Can’t Fix What’s Not Seen
By Evelyn Pyburn
One of the greatest travesties of political correctness is the degree to which it cripples productive efforts in addressing serious problems.
It stands in the way of truly and honestly dealing with the very real problems afflicting various minorities, or in dealing with some medical, religious or cultural conflicts, as well as in dealing with political and economic problems.
It is a fact that a problem cannot be addressed until it is accurately identified – no matter where that leads. The survivability of human beings has always been our ability to rationally analyze a situation and identify what needs to be adjusted. The degree to which we fail in that endeavor is to diminish our success at survival. At what point did we begin to sabotage ourselves in that process?
The bullying of politically correct thought is intended to short circuit reality – of being able to accurately identify reality – of zeroing in on the crux of problems.
If the source of a societal, economic or political policy problem stems from something pre-determined as not SUPPOSED to be true, then observers, leaders, academics, politicians, bureaucrats, etc. bend themselves into pretzels trying to avoid seeing it. What that boils down to is that the problem is never addressed and those who suffer from it are condemned to go on suffering so others don’t have to endure the discomfort of disagreeing with those whose admiration they seek – or worse, so they can perpetuate a problem that gives them some kind of political clout.
One of the most immediate examples that comes to mind is the fact that homelessness, unaffordable housing and all the social and economic problems that stem from that, are primarily the result of over regulation. That’s an indisputable fact, challenged by almost no one, and yet it influences absolutely no local or state solutions attempting to “solve” homelessness or the problem of high-cost housing.
For decades and decades, with ever mounting fervor, centralized planners, building coders, municipal administrators, and utopian visionaries have imposed arbitrary and relatively unnecessary costs on development and construction that prohibit lower-cost processes and products, innovations and market alternatives in the realm of housing, unlike almost any other realm of endeavor in our country, except for perhaps education.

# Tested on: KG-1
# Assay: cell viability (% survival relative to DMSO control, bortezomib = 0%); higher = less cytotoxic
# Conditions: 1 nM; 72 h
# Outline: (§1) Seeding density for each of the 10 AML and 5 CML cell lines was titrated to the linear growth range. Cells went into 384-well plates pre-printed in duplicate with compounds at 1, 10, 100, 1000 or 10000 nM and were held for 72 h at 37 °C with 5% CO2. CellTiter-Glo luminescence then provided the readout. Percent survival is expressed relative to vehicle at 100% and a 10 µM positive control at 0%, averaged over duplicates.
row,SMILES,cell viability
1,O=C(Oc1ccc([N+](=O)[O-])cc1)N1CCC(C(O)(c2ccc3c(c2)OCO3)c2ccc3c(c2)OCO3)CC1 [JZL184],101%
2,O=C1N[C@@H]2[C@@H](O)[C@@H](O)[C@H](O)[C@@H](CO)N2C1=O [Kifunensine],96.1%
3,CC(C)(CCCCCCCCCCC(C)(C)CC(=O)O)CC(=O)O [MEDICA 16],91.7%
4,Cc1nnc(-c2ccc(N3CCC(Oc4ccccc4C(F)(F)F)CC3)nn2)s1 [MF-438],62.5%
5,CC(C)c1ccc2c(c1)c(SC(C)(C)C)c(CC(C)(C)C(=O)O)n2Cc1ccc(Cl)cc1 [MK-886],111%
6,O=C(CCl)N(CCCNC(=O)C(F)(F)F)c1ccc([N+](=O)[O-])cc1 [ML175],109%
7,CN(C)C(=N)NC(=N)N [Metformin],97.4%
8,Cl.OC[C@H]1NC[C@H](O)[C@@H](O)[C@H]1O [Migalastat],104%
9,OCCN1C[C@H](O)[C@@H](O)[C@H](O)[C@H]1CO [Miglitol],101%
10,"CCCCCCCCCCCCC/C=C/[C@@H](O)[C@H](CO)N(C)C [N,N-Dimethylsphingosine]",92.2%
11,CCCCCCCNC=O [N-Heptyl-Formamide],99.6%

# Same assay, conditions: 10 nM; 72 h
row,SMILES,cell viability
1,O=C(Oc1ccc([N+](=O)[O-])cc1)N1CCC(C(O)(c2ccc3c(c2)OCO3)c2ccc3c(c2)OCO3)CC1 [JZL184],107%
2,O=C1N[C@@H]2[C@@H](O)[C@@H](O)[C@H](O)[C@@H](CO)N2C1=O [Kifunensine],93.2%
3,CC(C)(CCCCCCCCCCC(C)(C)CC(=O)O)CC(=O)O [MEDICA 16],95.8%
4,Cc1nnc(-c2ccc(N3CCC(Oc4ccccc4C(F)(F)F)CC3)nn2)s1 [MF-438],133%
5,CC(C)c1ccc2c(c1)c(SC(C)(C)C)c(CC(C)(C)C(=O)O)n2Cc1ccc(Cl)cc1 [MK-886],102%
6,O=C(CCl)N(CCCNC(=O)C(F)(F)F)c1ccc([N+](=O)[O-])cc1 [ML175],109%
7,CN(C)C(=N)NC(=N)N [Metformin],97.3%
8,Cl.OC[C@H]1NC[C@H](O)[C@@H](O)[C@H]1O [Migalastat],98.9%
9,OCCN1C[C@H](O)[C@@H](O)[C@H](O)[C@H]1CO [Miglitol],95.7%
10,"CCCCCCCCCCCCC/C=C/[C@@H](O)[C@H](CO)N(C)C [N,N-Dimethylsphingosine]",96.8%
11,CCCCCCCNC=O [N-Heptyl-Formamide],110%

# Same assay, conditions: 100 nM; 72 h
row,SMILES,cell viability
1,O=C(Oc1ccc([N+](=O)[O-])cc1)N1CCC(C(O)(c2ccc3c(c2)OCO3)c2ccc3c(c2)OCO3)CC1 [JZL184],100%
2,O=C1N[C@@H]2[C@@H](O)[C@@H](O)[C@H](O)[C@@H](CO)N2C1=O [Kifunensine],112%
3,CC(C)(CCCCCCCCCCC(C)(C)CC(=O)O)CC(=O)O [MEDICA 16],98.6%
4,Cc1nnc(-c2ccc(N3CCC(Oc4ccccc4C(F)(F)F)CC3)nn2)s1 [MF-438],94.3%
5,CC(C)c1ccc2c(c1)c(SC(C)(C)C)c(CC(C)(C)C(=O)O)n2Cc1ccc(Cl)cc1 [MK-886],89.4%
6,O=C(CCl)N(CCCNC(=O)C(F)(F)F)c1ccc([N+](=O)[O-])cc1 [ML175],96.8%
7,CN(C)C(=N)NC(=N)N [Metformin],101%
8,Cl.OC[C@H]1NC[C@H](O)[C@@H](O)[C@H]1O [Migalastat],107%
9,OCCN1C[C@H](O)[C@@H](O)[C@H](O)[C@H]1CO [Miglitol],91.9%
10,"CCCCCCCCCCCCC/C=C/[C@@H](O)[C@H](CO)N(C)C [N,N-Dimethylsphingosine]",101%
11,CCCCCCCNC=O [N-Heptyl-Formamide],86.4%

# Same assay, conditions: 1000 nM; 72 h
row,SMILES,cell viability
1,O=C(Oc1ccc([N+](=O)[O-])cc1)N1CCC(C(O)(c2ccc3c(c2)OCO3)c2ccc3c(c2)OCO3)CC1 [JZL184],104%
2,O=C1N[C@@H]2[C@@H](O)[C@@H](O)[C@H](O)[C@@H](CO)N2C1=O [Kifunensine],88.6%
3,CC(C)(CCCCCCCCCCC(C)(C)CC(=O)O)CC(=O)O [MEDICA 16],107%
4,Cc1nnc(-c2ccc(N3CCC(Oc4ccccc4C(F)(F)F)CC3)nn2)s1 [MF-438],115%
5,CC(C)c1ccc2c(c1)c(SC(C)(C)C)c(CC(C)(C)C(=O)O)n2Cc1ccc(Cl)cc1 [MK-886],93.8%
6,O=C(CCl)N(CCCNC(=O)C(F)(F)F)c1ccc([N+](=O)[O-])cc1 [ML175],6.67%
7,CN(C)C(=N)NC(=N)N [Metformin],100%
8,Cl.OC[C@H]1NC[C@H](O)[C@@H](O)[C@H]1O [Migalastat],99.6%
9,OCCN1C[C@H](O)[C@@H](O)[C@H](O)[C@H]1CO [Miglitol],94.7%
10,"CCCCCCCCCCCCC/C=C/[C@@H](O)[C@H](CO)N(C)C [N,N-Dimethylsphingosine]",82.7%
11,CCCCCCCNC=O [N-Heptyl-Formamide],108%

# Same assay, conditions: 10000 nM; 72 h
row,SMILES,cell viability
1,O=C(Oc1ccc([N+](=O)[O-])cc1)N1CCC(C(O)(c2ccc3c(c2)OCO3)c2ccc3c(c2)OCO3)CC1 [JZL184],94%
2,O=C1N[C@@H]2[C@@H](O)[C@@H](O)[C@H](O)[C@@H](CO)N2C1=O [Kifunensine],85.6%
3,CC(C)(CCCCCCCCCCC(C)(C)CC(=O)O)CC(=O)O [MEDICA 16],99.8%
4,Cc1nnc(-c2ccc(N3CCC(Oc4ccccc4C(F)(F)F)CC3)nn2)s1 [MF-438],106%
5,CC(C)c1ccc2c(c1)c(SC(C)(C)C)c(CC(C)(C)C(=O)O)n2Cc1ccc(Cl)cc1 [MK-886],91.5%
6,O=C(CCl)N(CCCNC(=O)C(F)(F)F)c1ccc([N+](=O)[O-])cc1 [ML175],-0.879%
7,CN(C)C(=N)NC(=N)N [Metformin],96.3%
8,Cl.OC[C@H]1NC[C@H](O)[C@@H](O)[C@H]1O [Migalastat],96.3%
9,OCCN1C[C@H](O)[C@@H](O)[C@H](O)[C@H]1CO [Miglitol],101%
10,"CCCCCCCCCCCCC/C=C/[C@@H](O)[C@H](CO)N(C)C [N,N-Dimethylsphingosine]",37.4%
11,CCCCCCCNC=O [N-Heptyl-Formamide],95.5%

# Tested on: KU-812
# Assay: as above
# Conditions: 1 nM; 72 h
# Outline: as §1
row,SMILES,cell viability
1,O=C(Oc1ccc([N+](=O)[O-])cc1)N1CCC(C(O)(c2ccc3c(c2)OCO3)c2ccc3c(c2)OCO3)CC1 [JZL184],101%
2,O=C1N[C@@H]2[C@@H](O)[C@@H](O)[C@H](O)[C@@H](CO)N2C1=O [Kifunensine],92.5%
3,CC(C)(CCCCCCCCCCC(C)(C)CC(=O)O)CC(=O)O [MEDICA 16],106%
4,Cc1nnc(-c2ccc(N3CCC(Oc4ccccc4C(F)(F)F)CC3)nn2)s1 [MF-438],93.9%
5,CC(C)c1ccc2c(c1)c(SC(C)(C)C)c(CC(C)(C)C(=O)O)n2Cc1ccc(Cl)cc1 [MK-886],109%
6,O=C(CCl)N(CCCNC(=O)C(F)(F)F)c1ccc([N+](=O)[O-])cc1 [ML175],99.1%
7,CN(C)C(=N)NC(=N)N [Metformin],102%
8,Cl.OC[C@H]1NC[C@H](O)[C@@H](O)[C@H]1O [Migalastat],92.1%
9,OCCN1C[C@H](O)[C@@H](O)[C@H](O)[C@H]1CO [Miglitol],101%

Seldom ever has anyone stood to reject the conclusions of the economic studiess – they just ignore them.
For the past 50 years, the observations of analysts have been promptly relegated to the backwaters of public discussion, academia, politics, and media. Thr evidence does not support the prevailing wisdom that only government – not markets – are capable of shaping the housing market, so the evidence has to be rejected because it does not advance the politically preferred policy of growing bureaucracies and government control.
Besides the availability and cost of housing, over regulation also results in empty storefronts in downtowns across the country, which is most especially true in Billings. This has been a fact made clear to city council and other civic leaders over the past few years, with absolutely no response. Every single over-reaching, arbitrary and capricious regulation imposes costs on maintaining and updating properties. At some point that cost exceeds what the market of a thriving business in the downtown can endure, forcing them to find a less costly location or to not open at all, which leaves no market for property owners to lease or sell. And, that leaves dark, looming empty shells of structures in downtown that only drag down further the value of adjacent properties, creating a downward spiral. Believe it or not, the processs is reversable.
But, so long as leaders and decision makers avert their gaze when it comes to looking at the reality, it will indeed continue to appear that there is no solution but to appeal to government. With market forces curtailed, there will be greater appeal for gargantuan projects, tax funded subsidies, giveaways, and faux economic solutions that in the end will fail.
With the facts rejected and warnings unheeded, more and more mandates are piled on, crippling the market’s ability to meet the true needs of consumers. The results are exactly what we see. No solution will be forthcoming until the problem is identified.